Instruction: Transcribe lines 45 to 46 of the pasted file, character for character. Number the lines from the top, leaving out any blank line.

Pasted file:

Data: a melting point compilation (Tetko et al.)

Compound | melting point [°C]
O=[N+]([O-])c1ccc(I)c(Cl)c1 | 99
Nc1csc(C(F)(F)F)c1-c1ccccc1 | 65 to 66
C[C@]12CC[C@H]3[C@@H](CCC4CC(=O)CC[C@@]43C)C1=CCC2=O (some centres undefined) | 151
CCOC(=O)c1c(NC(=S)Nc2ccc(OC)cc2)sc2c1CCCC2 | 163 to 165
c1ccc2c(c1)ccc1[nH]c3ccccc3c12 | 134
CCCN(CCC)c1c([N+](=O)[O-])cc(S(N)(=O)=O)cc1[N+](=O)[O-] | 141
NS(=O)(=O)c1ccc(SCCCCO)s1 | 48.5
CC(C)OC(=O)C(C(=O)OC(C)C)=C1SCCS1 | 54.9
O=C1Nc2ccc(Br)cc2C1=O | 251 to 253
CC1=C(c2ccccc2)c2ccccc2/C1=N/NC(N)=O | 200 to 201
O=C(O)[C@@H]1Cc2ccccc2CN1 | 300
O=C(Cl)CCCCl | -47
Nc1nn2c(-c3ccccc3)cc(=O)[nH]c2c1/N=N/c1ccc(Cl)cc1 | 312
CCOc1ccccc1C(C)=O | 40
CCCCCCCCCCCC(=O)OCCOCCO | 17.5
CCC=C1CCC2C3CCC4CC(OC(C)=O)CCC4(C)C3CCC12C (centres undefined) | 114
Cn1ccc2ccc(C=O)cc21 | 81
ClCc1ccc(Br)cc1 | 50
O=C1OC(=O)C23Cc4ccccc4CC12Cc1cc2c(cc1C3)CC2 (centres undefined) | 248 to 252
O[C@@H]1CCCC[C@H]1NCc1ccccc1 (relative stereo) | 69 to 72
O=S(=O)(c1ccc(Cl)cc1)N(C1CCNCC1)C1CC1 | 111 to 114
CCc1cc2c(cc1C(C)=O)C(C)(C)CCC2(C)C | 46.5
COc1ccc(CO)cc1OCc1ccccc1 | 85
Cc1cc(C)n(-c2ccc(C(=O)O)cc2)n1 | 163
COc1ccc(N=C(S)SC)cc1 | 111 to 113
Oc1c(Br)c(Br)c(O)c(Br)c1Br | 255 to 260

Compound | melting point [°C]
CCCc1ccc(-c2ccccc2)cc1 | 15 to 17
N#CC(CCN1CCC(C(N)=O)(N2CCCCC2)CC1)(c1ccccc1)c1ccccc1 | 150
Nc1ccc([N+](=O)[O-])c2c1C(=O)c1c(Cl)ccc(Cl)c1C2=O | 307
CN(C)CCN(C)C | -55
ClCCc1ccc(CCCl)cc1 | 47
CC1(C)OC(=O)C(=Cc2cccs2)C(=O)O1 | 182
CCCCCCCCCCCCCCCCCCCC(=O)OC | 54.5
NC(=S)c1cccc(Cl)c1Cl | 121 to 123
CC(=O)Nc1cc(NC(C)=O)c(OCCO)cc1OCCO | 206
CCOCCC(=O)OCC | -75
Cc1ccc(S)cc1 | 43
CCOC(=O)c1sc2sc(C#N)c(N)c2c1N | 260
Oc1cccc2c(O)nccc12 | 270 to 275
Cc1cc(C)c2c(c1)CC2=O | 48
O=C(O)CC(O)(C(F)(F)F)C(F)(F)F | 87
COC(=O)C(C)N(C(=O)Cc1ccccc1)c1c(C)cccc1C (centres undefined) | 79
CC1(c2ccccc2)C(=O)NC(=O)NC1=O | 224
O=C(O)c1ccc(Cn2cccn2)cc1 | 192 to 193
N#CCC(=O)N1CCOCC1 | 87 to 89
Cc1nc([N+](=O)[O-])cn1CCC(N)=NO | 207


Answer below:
COC(=O)C(C)N(C(=O)Cc1ccccc1)c1c(C)cccc1C (centres undefined) | 79
CC1(c2ccccc2)C(=O)NC(=O)NC1=O | 224